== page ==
– Over 65% of organizations find it critically important or very important to demonstrate learning compliance to some external regulatory agency.
– At the same time companies understand that compliance is now impacting more on their workforces with over 60% of organizations claiming that compliance requirements involve more than three quarters of employees.
Compliance requirements for employees and organizations place new demands on learning systems that more traditional, developmental requirements do not. Our industry nowadays seems flooded with learning and talent management systems. But for such systems to succeed in a compliance-related role, they must be able to readily adapt to changing needs, operate at enterprise software level, and offer the requisite functionality around auditing, reporting, and security.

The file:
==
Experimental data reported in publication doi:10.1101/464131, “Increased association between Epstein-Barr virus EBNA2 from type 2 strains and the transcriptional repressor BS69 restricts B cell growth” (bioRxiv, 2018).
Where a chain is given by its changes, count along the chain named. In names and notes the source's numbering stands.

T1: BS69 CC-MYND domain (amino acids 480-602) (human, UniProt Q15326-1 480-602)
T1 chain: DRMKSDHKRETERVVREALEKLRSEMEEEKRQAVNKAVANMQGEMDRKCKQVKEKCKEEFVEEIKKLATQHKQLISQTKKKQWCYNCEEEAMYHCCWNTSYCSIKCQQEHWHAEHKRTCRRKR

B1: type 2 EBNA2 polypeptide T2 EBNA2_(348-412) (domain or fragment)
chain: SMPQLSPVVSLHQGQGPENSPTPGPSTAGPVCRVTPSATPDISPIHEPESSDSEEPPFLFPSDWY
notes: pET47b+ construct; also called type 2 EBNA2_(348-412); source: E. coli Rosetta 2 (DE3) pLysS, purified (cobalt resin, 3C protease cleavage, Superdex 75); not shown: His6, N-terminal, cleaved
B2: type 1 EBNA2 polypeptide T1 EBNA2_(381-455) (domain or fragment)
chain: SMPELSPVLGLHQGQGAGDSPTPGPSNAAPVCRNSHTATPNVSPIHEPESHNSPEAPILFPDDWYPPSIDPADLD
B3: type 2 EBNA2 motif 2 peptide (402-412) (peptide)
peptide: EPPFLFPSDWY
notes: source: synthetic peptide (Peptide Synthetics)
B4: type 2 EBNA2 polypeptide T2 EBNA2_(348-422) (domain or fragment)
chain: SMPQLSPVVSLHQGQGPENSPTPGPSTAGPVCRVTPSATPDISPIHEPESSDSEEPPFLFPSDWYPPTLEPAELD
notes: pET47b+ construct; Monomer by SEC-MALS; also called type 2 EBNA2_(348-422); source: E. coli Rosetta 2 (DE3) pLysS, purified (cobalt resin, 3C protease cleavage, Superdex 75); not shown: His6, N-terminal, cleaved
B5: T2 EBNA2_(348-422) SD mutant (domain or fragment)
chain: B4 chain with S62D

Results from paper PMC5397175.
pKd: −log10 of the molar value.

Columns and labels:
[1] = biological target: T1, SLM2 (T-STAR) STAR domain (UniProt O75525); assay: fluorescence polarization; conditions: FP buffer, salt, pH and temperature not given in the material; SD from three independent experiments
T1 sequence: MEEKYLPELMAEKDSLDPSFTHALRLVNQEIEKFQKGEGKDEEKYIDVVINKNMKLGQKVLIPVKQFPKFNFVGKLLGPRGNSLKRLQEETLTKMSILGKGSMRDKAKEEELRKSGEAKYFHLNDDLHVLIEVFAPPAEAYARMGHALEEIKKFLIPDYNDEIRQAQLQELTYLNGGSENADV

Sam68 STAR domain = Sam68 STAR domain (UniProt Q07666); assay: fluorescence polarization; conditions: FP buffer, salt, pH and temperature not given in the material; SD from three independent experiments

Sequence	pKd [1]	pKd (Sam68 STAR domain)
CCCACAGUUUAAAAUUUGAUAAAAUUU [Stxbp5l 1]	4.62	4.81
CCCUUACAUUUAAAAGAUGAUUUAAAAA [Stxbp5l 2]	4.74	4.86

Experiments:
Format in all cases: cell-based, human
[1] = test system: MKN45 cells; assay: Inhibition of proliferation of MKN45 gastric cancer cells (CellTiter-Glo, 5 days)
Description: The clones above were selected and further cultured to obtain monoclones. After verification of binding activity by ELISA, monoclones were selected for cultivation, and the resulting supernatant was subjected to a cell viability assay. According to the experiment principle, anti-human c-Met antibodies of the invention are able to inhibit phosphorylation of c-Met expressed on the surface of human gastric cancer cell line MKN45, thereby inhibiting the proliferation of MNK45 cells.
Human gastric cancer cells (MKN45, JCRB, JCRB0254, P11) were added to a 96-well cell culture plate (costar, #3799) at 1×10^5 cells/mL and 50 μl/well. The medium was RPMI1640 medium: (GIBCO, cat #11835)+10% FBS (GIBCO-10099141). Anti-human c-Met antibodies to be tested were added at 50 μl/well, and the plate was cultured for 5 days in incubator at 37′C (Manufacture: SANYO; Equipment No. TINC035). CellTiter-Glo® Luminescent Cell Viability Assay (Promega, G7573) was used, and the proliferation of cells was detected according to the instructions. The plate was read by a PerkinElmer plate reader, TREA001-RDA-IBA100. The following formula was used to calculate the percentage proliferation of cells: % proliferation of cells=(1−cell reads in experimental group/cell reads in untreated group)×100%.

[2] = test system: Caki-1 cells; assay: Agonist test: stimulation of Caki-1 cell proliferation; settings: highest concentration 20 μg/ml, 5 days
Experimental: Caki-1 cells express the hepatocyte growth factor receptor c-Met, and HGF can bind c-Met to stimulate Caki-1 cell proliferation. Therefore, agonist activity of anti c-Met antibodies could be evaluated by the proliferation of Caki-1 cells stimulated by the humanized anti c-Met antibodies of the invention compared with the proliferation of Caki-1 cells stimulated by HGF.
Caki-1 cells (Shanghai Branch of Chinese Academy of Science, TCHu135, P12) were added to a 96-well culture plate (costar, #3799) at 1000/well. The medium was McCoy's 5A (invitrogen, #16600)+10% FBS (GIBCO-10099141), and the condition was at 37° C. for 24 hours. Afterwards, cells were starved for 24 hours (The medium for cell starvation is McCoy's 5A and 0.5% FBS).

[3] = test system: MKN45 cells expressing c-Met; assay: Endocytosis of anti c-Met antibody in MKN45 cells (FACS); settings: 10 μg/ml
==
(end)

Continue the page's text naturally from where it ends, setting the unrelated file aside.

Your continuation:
It is important that L&D and HR departments are up-to-date with the compliance requirements specific to their business. Here are a few suggestions to make this easier:
Talk to your legal team and to your compliance officer to better understand who in the organization is responsible for what.
Define clear requirements and objectives for training and the technology implementation.
Question your vendor and demand a software validation for the learning or talent management system. For the technical parts, don’t be afraid to ask your IT team to participate.
Make compliance an ongoing part of your business via well-defined workflows, checks & balances, and actionable reporting.
When it comes to training, reinforce formal compliance learning with recurring programs. These initiatives may include informal collaborations (such as forums to discuss ongoing compliance issues), on-the-job assessments (to better evaluate the effectiveness of the compliance training), and performance support (to provide easy access to compliance-related materials at the point of need).